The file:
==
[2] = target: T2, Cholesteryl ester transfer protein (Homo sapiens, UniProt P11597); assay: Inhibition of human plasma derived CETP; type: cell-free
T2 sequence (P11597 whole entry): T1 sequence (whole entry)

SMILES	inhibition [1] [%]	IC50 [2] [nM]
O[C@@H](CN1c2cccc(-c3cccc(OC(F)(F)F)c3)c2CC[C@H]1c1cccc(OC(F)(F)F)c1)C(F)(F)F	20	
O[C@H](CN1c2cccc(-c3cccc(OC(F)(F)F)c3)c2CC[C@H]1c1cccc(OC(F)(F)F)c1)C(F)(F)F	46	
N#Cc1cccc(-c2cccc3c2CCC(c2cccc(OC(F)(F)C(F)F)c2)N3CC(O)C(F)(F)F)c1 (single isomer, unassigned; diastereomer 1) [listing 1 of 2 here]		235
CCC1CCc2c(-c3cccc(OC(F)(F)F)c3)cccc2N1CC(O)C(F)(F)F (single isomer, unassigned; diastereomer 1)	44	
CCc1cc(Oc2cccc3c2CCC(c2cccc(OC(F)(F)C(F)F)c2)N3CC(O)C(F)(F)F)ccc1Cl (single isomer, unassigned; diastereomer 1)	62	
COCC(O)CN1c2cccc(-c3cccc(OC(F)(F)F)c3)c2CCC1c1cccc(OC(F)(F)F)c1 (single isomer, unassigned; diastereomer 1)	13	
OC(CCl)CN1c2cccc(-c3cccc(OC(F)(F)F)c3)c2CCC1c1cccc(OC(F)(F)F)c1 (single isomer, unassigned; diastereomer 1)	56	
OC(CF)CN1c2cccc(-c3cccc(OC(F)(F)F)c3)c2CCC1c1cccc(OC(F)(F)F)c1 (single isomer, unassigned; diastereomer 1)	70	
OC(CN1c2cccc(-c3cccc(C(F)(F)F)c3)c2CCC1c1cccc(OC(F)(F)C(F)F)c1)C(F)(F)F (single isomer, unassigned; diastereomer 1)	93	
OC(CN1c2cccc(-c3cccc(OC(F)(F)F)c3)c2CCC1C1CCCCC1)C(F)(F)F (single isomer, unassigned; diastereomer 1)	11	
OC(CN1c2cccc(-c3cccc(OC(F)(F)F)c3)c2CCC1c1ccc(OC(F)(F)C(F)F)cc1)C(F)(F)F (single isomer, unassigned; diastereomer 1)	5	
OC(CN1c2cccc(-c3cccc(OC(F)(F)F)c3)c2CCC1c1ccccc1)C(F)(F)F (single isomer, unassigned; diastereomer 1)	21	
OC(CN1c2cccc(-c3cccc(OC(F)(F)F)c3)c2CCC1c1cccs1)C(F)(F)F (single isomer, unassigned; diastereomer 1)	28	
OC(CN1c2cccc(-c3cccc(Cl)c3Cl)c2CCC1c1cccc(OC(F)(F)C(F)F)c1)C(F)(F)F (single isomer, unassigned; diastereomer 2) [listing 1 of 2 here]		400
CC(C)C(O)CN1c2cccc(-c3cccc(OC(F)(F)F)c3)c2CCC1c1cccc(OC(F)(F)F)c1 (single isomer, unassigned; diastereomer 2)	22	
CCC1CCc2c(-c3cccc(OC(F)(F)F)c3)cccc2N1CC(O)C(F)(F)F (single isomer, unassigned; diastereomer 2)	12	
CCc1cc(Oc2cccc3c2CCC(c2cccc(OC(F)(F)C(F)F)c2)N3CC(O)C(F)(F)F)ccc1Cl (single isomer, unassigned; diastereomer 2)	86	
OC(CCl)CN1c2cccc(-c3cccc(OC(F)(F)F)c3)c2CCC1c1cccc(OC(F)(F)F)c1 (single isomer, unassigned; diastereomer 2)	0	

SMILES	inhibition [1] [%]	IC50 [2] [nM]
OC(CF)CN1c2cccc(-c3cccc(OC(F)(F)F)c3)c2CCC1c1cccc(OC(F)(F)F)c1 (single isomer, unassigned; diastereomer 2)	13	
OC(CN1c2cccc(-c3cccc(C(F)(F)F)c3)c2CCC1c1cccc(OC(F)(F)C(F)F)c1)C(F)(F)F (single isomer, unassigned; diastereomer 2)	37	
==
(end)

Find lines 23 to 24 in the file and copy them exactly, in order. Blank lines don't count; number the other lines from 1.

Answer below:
OC(CF)CN1c2cccc(-c3cccc(OC(F)(F)F)c3)c2CCC1c1cccc(OC(F)(F)F)c1 (single isomer, unassigned; diastereomer 2)	13	
OC(CN1c2cccc(-c3cccc(C(F)(F)F)c3)c2CCC1c1cccc(OC(F)(F)C(F)F)c1)C(F)(F)F (single isomer, unassigned; diastereomer 2)	37	